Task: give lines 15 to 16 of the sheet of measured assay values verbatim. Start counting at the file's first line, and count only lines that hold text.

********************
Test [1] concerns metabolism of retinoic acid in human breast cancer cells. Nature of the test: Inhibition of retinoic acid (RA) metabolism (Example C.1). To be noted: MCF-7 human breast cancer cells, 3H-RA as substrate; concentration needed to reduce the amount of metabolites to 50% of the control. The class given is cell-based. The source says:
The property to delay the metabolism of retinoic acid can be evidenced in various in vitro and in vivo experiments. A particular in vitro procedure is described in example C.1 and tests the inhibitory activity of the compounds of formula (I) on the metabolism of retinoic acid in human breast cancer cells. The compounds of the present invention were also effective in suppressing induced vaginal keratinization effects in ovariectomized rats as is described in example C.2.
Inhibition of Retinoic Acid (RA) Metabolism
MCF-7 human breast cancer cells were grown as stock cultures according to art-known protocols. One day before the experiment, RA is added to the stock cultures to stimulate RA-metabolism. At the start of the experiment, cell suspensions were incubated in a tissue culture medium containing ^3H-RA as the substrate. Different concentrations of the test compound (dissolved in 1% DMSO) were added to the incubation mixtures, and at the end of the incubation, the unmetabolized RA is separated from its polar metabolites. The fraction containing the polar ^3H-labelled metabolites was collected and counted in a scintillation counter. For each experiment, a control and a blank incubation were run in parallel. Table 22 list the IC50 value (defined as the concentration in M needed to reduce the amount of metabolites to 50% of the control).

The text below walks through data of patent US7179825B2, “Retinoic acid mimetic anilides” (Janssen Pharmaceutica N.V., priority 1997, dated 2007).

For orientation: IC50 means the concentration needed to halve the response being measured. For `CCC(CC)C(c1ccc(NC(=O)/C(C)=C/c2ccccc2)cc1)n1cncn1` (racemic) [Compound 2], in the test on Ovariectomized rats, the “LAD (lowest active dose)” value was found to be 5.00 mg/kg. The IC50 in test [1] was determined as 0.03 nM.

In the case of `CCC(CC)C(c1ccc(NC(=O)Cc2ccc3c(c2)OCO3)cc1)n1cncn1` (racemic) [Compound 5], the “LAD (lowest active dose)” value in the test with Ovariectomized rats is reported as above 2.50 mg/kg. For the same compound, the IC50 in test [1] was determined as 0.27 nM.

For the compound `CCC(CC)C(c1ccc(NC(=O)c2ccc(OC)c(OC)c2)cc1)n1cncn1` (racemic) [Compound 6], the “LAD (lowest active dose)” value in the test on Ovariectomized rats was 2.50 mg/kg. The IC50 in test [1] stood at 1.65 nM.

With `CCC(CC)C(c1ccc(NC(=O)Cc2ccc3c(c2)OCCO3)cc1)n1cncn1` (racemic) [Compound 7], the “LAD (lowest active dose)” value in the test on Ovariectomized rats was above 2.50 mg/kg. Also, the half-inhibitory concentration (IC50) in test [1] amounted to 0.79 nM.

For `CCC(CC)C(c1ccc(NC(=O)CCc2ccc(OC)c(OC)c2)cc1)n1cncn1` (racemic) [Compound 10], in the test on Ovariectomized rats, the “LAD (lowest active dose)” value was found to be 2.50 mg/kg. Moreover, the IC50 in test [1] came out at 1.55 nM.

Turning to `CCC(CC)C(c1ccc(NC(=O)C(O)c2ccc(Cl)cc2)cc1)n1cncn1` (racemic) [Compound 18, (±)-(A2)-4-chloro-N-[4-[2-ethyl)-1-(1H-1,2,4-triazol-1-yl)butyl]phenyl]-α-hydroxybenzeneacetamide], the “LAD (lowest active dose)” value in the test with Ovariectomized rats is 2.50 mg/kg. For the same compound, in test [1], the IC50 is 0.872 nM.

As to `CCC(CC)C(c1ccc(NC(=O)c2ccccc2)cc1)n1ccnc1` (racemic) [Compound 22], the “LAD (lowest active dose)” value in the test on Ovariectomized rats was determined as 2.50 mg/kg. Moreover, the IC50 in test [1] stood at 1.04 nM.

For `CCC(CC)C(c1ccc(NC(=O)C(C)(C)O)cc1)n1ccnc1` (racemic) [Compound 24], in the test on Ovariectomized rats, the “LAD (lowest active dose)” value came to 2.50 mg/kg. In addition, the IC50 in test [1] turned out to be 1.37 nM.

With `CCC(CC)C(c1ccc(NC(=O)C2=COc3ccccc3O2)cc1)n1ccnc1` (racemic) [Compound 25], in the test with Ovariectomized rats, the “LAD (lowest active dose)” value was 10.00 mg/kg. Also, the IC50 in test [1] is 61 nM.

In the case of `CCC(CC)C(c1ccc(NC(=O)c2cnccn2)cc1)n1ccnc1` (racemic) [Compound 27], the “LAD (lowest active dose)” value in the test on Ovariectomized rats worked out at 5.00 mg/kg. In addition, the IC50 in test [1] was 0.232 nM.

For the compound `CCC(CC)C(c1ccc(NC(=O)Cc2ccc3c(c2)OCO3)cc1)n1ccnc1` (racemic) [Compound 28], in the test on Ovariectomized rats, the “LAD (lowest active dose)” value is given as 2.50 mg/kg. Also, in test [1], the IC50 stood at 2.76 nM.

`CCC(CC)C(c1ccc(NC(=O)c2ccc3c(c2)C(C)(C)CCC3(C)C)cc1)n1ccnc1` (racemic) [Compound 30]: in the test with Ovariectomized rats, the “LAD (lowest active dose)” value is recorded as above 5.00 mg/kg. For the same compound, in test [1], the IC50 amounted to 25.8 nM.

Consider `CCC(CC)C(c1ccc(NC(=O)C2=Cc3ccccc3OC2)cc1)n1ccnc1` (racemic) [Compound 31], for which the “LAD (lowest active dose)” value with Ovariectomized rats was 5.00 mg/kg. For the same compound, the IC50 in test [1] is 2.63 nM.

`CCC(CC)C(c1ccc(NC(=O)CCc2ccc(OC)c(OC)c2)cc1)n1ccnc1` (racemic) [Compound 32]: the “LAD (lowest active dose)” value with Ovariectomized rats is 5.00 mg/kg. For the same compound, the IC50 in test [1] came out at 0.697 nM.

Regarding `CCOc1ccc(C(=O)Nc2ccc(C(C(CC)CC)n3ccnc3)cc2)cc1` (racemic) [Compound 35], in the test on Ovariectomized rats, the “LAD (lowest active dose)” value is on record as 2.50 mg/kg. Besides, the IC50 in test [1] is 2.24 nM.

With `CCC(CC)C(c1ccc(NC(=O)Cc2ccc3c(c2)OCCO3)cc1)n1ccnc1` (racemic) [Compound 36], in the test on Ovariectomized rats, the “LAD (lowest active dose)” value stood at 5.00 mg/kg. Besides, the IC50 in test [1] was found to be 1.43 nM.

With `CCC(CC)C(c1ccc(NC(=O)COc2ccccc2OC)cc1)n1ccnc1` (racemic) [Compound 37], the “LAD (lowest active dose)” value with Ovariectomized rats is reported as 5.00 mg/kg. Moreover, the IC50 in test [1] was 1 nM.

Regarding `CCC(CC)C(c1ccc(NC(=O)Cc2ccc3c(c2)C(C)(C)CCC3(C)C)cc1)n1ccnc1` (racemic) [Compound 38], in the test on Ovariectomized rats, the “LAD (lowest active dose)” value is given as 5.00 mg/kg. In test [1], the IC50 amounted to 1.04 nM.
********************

In the case of `CCC(CC)C(c1ccc(NC(=O)c2cnccn2)cc1)n1ccnc1` (racemic) [Compound 27], the “LAD (lowest active dose)” value in the test on Ovariectomized rats worked out at 5.00 mg/kg. In addition, the IC50 in test [1] was 0.232 nM.

For the compound `CCC(CC)C(c1ccc(NC(=O)Cc2ccc3c(c2)OCO3)cc1)n1ccnc1` (racemic) [Compound 28], in the test on Ovariectomized rats, the “LAD (lowest active dose)” value is given as 2.50 mg/kg. Also, in test [1], the IC50 stood at 2.76 nM.